widened, market segmentation removed and interest rates deregulated; the RBI should
withdraw from the primary market in Government securities; the role of primary and
satellite dealers should be increased; fiscal incentives should be provided for individuals
investing in Government securities; the Government should set up its own office of
viii) There is a strong case for liberalising the overall policy regime on gold; Banks and
FIs fulfilling well defined criteria may be allowed to participate in gold markets in India
and abroad and deal in gold products
Capital account convertibility is a challenge
4 Sep, 2006
MUMBAI: A five-year roadmap to take India to fuller rupee convertibility doesn't appear
optimistic in its timeframe, analysts say, because some of the key recommendations will
challenge the government and may not find favour with the central bank.
The road map, released recently, was drawn up by an expert panel appointed by the
central bank and outlines a three-phase plan extending to 2010-11 to allow greater
movement of capital in and out of the local currency.
The panel recommended that before achieving fuller capital account convertibility the
central bank needed a more transparent exchange rate policy, the government should
lower its stakes in state-run banks and measures should be taken to discourage overly
high investment by foreign funds.
The panel also said the government should put its finances in order and start running
revenue surpluses after wiping out the revenue deficit by 2009, a suggestion, analysts say,
the government will find challenging to meet by 2010-11.
"There are recommendations that the panel has made which cannot be met in the five-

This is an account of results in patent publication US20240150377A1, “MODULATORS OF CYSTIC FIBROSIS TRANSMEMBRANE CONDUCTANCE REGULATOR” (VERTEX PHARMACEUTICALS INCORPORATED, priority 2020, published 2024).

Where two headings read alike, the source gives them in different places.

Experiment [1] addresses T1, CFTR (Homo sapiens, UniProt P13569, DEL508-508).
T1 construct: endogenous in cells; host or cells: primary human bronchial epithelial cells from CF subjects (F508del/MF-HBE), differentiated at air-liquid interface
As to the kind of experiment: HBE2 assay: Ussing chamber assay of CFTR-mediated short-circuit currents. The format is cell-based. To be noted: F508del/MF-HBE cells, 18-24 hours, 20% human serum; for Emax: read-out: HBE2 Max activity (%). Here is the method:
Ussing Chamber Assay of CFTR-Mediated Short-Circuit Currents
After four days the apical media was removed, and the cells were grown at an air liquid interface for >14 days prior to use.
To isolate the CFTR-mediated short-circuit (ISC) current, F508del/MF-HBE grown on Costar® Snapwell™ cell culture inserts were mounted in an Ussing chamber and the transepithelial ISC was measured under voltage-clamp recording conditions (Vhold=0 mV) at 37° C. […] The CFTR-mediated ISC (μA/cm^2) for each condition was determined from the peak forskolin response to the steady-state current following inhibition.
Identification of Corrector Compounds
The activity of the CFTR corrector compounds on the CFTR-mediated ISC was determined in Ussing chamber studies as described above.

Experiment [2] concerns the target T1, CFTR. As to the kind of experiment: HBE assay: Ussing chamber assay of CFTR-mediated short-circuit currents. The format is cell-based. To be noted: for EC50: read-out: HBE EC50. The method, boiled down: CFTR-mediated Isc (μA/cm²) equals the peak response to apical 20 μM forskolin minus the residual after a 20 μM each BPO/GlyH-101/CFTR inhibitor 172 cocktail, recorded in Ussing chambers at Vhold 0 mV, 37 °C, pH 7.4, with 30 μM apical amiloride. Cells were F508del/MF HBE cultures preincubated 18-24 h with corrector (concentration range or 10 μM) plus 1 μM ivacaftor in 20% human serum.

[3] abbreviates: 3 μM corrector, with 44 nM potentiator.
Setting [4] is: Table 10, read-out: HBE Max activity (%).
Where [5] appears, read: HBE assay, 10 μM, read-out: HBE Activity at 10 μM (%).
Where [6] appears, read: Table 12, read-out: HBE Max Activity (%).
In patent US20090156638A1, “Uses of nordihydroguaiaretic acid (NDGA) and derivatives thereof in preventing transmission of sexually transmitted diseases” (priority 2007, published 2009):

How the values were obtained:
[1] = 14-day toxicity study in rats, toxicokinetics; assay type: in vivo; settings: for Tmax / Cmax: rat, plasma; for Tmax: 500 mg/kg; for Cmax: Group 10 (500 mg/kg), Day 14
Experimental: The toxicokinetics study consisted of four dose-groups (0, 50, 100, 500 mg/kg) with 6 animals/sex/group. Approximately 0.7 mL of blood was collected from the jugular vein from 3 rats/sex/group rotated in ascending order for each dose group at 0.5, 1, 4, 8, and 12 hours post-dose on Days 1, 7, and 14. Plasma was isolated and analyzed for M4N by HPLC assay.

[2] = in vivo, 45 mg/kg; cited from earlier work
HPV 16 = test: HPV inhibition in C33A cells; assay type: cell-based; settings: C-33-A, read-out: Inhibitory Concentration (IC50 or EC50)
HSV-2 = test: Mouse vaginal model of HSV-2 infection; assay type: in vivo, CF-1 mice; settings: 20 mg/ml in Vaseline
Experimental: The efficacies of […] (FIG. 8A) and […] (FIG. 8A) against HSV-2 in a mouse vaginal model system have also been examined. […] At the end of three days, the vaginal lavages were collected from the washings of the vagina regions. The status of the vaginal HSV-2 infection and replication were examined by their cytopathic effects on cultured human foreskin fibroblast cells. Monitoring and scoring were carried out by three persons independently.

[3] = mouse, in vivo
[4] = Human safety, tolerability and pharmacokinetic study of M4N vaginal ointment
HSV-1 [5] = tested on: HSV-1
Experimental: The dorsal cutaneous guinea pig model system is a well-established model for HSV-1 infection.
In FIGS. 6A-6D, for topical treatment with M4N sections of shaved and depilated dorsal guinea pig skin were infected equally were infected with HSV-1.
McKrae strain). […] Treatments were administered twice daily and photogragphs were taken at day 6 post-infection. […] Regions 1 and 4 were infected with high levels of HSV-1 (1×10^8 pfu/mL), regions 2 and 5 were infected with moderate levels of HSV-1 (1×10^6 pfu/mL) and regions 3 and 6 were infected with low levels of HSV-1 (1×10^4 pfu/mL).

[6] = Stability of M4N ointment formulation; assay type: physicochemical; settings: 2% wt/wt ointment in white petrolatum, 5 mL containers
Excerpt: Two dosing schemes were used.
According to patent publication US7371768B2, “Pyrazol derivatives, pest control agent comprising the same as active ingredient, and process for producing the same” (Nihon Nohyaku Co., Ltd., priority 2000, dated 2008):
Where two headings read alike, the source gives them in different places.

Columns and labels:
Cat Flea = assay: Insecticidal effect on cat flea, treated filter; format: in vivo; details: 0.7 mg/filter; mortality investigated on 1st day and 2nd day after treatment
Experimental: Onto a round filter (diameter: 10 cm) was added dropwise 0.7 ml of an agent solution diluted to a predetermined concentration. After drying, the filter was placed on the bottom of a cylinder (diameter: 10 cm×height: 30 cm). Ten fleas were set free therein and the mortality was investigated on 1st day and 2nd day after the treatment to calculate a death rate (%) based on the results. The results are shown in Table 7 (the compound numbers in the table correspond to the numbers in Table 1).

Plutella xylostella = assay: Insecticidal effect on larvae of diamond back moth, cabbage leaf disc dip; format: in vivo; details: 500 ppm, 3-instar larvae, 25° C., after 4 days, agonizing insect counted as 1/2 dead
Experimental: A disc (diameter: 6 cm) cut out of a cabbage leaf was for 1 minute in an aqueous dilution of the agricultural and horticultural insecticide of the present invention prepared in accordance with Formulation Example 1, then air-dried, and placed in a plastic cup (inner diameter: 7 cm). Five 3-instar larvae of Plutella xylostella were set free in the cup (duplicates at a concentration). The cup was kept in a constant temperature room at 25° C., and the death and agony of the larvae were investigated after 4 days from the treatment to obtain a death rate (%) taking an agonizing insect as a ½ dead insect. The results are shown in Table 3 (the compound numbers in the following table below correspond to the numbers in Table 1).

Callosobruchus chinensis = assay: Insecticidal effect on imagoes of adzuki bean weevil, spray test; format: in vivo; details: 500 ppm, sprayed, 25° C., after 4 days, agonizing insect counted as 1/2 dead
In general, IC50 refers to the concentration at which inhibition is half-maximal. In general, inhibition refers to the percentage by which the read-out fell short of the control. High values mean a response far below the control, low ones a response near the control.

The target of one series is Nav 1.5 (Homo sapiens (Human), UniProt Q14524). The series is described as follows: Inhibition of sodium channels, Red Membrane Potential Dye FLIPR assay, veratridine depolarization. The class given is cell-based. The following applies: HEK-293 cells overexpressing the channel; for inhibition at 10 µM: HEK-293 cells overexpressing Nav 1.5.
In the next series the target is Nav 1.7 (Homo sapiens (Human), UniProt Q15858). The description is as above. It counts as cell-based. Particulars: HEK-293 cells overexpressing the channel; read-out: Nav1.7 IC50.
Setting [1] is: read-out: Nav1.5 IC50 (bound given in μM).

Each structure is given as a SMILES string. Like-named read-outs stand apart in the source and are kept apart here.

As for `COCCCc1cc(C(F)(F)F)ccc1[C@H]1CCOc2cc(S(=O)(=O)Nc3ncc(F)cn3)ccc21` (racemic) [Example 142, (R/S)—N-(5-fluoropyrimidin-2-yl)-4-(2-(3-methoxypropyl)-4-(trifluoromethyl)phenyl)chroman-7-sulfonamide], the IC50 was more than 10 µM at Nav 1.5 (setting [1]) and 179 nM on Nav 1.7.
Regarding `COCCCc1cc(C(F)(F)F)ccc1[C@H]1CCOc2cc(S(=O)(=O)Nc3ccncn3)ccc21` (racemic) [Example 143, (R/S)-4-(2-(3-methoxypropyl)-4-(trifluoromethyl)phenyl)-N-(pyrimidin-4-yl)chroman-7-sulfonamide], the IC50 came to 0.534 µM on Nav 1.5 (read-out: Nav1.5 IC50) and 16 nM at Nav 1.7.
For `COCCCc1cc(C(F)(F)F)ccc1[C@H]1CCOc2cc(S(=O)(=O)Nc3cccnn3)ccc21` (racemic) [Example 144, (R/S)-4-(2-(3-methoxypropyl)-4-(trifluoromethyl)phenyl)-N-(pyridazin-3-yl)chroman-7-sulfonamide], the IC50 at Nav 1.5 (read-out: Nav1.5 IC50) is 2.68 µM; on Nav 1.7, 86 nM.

year timeframe and could take longer," said Indranil Pan, chief economist at Kotak
Public finances are a case in point. The country runs a revenue deficit and a high fiscal
deficit, making it vulnerable to shocks when foreign capital is allowed to enter and leave
The combined deficit of the governments was 7.7% of GDP in 2005-06, one of the
highest in the world. Indian law stipulates fiscal deficit must fall by 0.3 percentage points
a year until 2009 and while it has shrunk recently this is due more to high growth than
Rupee has been convertible on current account since 1994, meaning it can be changed
freely into foreign currency for purposes like trade-related expenses. But it cannot be
converted freely for activities like acquiring overseas assets.
Fuller convertibility is expected to facilitate double-digit growth through higher
investment and improve efficiency in financial sector through greater competition.
But analysts say the panel's suggestion that government's share in state-run banks should
fall to 33% from 51% will fall foul of the ruling coalition's communist allies. The
communists, whose main backers are trade unions, fear loss of state control will lead to
"It will not happen with communist parties as allies," said A Balasubramaniam, chief